Cyclone Nivar Reaches India, Battering Its Eastern Coast

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NEW DELHI — A severe cyclone made landfall in eastern India early Thursday, killing at least three people and lashing coastal areas off the Bay of Bengal with strong winds and heavy rain.

Cyclone Nivar, the fourth named storm in the North Indian Ocean this year, struck near Puducherry, a city about 90 miles south of the manufacturing hub of Chennai in the state of Tamil Nadu. The storm weakened significantly on landfall and has continued to weaken as it moved northwest.

In Chennai, one person was killed by a falling tree. Two others were killed elsewhere in the state when the houses they were in collapsed. The affected areas were scattered with tree debris and downed electrical poles, and the land swollen with rainwater.

In Puducherry, no deaths have been reported.

“The situation is nothing very serious,” said Tamil Selvan, an officer in Puducherry’s disaster management department.

Officials evacuated a few hundred thousand people from coastal housing in both Puducherry and Tamil Nadu on Wednesday, sending residents to cyclone shelters and relief camps.

Some 225,000 evacuees remained in shelters on Thursday in Tamil Nadu, said P. Rajsekhar, an officer in the state’s disaster management control room.

Nivar made landfall at a speed of about 75 miles an hour, equivalent to a category 1 hurricane on the Saffir-Simpson scale, bringing heavy rainfall, squalls and flooding.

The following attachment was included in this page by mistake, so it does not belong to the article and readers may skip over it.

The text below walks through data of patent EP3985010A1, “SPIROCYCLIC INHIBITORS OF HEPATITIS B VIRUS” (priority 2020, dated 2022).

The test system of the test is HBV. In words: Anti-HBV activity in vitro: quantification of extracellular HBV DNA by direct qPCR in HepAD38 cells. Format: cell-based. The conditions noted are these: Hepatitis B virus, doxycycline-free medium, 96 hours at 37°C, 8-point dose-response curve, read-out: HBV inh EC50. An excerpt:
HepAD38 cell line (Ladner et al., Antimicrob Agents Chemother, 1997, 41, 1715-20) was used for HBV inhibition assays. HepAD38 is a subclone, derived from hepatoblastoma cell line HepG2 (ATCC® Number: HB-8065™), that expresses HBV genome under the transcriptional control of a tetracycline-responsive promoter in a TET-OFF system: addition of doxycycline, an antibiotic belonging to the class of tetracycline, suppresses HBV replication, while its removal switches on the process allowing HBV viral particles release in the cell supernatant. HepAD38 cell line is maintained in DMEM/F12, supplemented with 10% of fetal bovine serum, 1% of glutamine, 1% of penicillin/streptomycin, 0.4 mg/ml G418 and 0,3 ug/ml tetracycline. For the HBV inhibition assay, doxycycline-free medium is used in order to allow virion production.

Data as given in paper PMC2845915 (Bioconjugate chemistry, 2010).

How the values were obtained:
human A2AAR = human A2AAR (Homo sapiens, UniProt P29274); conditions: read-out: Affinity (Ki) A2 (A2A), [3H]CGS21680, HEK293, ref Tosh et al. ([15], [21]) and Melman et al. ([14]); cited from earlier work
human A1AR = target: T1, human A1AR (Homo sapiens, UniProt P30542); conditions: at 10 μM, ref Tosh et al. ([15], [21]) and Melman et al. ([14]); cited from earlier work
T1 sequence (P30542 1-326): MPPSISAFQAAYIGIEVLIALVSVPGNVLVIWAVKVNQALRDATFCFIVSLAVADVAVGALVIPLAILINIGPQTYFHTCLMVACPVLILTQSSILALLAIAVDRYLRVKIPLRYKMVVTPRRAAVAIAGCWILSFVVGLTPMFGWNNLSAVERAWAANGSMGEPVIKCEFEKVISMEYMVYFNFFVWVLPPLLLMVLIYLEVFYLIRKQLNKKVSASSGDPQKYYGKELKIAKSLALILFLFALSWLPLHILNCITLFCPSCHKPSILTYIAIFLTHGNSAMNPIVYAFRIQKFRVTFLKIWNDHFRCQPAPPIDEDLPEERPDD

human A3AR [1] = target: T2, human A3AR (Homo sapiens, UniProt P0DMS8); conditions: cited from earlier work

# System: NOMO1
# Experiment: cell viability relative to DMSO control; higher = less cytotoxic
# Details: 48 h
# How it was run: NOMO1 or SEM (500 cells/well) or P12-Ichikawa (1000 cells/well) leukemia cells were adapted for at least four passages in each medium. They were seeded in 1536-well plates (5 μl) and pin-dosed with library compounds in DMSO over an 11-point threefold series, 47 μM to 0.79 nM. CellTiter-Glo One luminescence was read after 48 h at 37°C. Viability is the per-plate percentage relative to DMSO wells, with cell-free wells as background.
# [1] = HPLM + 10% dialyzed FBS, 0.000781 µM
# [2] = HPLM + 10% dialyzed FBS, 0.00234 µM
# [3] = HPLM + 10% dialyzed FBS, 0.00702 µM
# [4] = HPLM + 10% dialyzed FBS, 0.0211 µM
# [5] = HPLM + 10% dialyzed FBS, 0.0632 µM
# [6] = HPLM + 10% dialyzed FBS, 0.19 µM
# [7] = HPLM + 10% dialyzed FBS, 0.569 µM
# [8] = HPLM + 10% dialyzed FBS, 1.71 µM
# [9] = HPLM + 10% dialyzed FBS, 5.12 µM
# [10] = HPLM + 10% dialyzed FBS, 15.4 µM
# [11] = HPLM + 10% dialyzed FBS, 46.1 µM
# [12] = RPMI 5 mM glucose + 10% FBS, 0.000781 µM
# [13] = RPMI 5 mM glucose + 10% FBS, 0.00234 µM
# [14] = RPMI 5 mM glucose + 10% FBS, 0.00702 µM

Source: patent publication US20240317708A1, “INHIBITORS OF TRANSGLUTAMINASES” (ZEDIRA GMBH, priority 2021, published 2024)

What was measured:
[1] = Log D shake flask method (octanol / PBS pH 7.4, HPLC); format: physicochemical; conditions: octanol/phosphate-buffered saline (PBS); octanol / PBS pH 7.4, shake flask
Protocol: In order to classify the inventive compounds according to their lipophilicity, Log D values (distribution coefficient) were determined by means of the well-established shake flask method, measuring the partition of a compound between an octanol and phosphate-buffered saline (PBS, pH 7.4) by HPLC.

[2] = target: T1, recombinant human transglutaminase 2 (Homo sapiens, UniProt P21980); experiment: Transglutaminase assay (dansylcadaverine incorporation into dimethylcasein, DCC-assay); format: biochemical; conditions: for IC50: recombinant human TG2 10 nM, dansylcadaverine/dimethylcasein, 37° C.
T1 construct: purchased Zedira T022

In a tweet on Tuesday, Prime Minister Narendra Modi said he had spoken to the top officials of Tamil Nadu and Puducherry.

“I pray for the safety and well-being of those living in the affected areas,” Mr. Modi said.

Cyclones have grown more intense and more frequent across South Asia as climate change has resulted in warmer sea temperatures.

Cyclone Amphan, the most severe to hit South Asia in decades, forced the relocation of three million people in India and Bangladesh in May as it washed away bridges and downed electrical lines.

Ahead of landfall, television news reports in Chennai showed waves lashing the rocky coast and people walking through knee-deep water. The streets of Puducherry, a former French colony and artsy tourist destination, were essentially deserted except for some government emergency personnel.

With India’s coronavirus caseload topping nine million, officials said social distancing and mask-wearing would be observed in the shelters.

The governments in Puducherry and Tamil Nadu had set up relief camps and central communication centers, put national disaster emergency responders in place and declared Wednesday and Thursday public holidays, ordering schools closed.

In Chennai, known as India’s Motor City, automakers were assessing whether they could resume operations safely.

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